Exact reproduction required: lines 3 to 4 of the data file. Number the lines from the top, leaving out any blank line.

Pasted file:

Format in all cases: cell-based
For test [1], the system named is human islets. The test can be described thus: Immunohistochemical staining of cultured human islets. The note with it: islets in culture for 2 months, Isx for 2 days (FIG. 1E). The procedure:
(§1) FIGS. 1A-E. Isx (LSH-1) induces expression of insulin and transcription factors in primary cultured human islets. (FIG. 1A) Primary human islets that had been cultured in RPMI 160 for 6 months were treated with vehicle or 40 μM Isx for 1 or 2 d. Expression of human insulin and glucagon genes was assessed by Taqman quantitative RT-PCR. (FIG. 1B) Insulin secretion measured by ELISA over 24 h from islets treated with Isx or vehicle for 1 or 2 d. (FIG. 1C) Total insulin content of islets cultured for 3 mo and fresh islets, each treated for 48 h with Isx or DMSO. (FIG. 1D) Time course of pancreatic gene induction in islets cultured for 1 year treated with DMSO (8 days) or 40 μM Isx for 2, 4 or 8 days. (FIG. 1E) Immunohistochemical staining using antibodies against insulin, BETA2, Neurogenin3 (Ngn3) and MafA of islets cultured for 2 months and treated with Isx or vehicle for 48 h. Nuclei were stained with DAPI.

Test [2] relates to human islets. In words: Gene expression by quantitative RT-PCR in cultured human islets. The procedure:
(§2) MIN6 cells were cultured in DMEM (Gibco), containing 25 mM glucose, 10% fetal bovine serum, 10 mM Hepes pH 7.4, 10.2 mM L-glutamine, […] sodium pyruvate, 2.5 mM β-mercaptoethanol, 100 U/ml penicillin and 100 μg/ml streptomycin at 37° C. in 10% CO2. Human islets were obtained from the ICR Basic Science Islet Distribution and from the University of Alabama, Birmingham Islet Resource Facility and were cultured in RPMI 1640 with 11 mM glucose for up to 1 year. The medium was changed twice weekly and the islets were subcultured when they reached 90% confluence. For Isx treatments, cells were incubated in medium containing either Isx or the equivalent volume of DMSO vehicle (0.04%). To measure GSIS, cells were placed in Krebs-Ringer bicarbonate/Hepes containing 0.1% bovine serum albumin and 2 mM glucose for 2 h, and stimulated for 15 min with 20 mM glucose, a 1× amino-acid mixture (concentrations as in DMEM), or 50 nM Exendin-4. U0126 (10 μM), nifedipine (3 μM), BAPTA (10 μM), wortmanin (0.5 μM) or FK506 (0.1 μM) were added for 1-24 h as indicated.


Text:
(§1) FIGS. 1A-E. Isx (LSH-1) induces expression of insulin and transcription factors in primary cultured human islets. (FIG. 1A) Primary human islets that had been cultured in RPMI 160 for 6 months were treated with vehicle or 40 μM Isx for 1 or 2 d. Expression of human insulin and glucagon genes was assessed by Taqman quantitative RT-PCR. (FIG. 1B) Insulin secretion measured by ELISA over 24 h from islets treated with Isx or vehicle for 1 or 2 d. (FIG. 1C) Total insulin content of islets cultured for 3 mo and fresh islets, each treated for 48 h with Isx or DMSO. (FIG. 1D) Time course of pancreatic gene induction in islets cultured for 1 year treated with DMSO (8 days) or 40 μM Isx for 2, 4 or 8 days. (FIG. 1E) Immunohistochemical staining using antibodies against insulin, BETA2, Neurogenin3 (Ngn3) and MafA of islets cultured for 2 months and treated with Isx or vehicle for 48 h. Nuclei were stained with DAPI.

Test [2] relates to human islets. In words: Gene expression by quantitative RT-PCR in cultured human islets. The procedure: